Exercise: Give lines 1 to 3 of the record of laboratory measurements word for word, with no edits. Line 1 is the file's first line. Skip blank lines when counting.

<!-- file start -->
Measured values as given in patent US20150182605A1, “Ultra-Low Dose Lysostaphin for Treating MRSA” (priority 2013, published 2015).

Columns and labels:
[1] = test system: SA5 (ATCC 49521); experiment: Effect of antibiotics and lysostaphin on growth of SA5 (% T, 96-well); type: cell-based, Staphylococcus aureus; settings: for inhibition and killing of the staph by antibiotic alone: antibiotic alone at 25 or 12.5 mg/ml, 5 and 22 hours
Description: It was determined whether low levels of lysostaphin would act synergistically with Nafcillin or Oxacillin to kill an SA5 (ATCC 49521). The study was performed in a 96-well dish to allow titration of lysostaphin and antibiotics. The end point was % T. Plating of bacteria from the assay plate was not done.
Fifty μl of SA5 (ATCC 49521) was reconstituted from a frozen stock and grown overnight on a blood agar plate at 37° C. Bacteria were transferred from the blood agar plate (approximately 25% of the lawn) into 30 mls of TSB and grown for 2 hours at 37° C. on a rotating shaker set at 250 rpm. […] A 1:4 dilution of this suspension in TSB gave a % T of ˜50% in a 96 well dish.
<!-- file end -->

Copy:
Measured values as given in patent US20150182605A1, “Ultra-Low Dose Lysostaphin for Treating MRSA” (priority 2013, published 2015).

Columns and labels:
[1] = test system: SA5 (ATCC 49521); experiment: Effect of antibiotics and lysostaphin on growth of SA5 (% T, 96-well); type: cell-based, Staphylococcus aureus; settings: for inhibition and killing of the staph by antibiotic alone: antibiotic alone at 25 or 12.5 mg/ml, 5 and 22 hours